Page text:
An increasing amount of OECD countries are becoming reliant on immigration as a means of dealing with shortages of health care professionals. The affect of out-migration, especially in the continent of Africa where resources are extremely low, is becoming more concerning. This paper will examine the role of wages and per capita health expenditure in the migration decision and discuss the effects of changes in both variables on the density of health care professionals. We will also discuss the supply-side can do to limit the out-migration of physicians and nurses. This paper will use wage and health expenditure differentials in the health care sector between source and destination countries (adjusted for PPP) to test the hypothesis that higher wages and health expenditure per capita lead to a larger density of health care professionals in a given country. Data is also presented on other important factors affecting migration. There exists a surprisingly lower correlation between wages and density than with per capita health expenditure and density. This is the direct implication of the wage differentials between developing and OECD countries being so large that a small increase in wages in the native country are not likely to affect the decision of the health care worker.
According to the WHO (2011) there are currently 60 million health workers worldwide, a density of 86 per 10,000 people. The WHO (2010) defines health workers as ones currently in employment, which excludes émigrés who no longer practice their profession. Health workers are considered as individuals whose intentions are to enhance the health of another person or of a system. They include professions such as doctors, nurses, pharmacists, and laboratory technicians. Support workers, volunteers and management roles such as hospital managers, financial officers, cooks, drivers and cleaners are also included.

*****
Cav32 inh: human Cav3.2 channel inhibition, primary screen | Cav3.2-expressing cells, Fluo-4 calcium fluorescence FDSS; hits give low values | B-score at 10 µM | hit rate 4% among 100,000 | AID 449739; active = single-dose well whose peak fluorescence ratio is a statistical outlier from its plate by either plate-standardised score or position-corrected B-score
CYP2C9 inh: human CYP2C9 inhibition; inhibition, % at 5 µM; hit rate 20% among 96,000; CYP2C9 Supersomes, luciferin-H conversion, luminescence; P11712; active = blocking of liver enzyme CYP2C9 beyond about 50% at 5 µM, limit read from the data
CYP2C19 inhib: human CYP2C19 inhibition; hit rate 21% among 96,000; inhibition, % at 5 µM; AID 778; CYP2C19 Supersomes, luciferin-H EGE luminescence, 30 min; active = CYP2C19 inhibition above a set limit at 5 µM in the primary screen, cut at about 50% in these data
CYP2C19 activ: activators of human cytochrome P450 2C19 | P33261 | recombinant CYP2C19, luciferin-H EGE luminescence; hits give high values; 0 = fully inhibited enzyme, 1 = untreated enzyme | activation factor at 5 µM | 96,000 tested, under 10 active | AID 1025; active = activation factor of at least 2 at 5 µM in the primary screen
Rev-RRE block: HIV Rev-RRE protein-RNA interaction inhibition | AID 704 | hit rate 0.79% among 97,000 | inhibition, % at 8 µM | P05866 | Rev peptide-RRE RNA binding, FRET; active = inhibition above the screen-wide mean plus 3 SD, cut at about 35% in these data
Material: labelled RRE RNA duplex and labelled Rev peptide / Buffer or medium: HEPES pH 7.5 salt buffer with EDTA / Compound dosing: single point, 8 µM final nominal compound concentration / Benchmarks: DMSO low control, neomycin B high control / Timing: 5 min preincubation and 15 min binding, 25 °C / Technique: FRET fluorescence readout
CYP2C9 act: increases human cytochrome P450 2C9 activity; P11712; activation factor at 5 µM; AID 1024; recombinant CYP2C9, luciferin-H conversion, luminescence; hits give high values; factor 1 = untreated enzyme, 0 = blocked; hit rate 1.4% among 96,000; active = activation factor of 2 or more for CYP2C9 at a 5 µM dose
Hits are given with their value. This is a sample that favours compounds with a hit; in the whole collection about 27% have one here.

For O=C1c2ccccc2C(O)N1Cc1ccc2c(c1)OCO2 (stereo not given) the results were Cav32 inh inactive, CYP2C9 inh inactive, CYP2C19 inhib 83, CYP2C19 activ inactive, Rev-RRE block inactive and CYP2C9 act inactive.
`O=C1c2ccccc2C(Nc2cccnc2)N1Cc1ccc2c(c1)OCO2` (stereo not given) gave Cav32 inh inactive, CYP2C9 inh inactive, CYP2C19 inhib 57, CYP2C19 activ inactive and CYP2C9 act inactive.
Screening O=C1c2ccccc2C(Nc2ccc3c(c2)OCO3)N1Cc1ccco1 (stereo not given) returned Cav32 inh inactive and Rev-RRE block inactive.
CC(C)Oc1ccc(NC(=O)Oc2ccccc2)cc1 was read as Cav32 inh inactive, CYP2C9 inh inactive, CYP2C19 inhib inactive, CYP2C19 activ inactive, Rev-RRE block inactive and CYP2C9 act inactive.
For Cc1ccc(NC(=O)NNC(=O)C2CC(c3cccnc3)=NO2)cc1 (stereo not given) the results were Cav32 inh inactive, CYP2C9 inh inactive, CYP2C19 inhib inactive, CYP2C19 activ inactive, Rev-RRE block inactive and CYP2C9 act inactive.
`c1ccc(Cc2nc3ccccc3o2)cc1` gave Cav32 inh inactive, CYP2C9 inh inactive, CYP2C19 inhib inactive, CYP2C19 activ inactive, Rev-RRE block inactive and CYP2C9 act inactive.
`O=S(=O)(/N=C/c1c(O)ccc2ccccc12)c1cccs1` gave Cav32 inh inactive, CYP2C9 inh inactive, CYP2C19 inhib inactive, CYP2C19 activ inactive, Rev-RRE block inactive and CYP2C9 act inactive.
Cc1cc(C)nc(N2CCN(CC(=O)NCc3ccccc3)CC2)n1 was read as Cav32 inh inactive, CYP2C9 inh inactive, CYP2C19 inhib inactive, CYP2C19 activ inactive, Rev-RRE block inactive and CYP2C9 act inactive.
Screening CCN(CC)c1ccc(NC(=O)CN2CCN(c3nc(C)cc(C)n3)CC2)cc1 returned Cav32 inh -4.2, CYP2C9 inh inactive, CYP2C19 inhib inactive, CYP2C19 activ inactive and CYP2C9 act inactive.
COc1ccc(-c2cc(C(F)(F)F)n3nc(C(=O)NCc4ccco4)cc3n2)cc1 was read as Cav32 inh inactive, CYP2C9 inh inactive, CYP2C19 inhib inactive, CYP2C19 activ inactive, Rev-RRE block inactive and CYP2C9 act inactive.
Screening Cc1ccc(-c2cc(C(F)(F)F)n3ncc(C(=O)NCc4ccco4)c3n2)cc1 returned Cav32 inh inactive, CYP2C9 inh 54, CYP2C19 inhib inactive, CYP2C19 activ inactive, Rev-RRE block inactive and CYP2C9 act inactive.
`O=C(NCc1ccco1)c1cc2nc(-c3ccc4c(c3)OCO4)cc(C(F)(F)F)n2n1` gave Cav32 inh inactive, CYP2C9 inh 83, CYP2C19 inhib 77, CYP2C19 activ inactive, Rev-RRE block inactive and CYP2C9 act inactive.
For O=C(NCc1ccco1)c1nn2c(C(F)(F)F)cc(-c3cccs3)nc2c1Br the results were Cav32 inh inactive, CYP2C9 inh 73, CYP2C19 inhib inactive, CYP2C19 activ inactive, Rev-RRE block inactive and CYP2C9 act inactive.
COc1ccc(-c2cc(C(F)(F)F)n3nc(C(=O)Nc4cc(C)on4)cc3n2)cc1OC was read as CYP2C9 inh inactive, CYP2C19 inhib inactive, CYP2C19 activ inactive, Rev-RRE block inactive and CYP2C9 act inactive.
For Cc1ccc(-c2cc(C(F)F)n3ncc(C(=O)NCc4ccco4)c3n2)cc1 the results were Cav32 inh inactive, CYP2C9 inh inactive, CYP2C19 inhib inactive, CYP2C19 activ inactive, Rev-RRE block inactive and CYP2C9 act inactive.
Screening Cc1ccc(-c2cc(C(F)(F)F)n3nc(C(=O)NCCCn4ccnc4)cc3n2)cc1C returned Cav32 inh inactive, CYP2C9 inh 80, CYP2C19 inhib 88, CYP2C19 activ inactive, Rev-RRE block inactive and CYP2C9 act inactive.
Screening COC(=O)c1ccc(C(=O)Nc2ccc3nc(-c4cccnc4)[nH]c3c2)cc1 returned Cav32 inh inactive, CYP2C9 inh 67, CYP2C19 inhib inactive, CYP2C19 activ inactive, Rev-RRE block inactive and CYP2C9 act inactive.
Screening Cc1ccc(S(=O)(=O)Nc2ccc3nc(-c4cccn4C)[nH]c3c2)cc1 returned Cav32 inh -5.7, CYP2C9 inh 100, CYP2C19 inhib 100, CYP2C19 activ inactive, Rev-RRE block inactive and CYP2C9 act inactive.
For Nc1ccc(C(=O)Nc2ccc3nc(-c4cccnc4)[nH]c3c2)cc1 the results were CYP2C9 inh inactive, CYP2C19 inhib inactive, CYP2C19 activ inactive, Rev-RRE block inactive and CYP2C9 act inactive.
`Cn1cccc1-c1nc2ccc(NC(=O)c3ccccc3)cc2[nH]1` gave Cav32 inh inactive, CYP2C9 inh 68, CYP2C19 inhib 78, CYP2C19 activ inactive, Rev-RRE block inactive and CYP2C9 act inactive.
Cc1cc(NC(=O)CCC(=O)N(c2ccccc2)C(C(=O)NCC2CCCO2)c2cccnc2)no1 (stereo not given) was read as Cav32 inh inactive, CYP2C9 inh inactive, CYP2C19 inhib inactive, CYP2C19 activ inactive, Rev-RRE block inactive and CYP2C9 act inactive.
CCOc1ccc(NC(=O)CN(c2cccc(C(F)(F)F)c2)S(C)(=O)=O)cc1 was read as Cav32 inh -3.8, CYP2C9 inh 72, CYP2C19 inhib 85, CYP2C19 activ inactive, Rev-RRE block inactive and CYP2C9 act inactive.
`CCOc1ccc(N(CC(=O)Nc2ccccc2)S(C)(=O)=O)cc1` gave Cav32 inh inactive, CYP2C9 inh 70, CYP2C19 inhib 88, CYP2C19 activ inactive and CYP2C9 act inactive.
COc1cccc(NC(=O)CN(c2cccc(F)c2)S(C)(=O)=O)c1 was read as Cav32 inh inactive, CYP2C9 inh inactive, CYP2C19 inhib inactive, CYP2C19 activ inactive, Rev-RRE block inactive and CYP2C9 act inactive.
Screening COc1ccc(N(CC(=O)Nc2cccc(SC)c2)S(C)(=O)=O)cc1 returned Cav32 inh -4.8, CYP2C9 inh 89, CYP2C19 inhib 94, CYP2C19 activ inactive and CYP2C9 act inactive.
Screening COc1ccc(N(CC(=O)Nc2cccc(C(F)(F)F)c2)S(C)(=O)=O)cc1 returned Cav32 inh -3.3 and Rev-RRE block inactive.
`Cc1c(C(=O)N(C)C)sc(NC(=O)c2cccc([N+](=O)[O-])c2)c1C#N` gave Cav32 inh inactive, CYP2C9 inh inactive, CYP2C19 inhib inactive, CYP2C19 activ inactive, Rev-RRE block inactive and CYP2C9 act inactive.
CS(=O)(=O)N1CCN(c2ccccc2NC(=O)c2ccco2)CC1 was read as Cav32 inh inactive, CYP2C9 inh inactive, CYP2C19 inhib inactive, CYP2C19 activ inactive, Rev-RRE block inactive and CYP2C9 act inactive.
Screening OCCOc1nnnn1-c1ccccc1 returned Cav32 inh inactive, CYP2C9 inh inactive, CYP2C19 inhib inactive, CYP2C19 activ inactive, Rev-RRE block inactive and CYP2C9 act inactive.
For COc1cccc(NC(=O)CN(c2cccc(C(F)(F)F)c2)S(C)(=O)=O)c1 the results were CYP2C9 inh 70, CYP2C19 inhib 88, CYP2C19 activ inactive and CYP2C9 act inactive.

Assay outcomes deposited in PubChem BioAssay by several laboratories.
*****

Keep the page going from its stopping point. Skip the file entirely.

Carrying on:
In 2000, according to a study by the United Nations, 175 million people (est) or 2.9% of the global population were known to have been living outside their country of birth for longer than a year. These people are known as International Migrants. Of this number, 65 million are believed to be economically active1 (UN, 2001). In absolute terms, the stock of migrant population2 has increased by 0.3% from 2.3% to 2.9% during the years 1965 – 2000.
When studying the effects of migration, it is important to consider both the positive and negative effects. Particularly for migrants who move from developing countries with the opportunity of securing better job, being offered higher wages abroad, remittances are an example of migration yielding positive externalities. Remittances provide income streams to many developing countries in need of foreign exchange. In these developing countries, remittances often provide a larger fraction of foreign exchange than foreign investment, international trade and foreign aid. Turnell et al. discovered that in 2006, remittances made by an estimated 150 million migrants worldwide totalled around $300 billion (US) in the same year where the sum total of foreign direct investment, aid and international trade in developing countries was $270 billion (US). However, in cases where situations such as brain drain exist, migration also acts towards precluding economic and societal development.
Stilwell et al. (2003) noted that one of the largest issues with increasing out-migration from developing countries is the loss of educated professionals to richer countries. His paper on developing ethical policies on the migration of health workers found that 65% of all economically active migrants who have migrated to developed countries are classed as “highly-skilled”. In order to be classified as a highly skilled professional, an individual is expected to have completed education up to a tertiary level. In the health sector workforce, this includes pharmacists, dentists, nurses and physicians. This...
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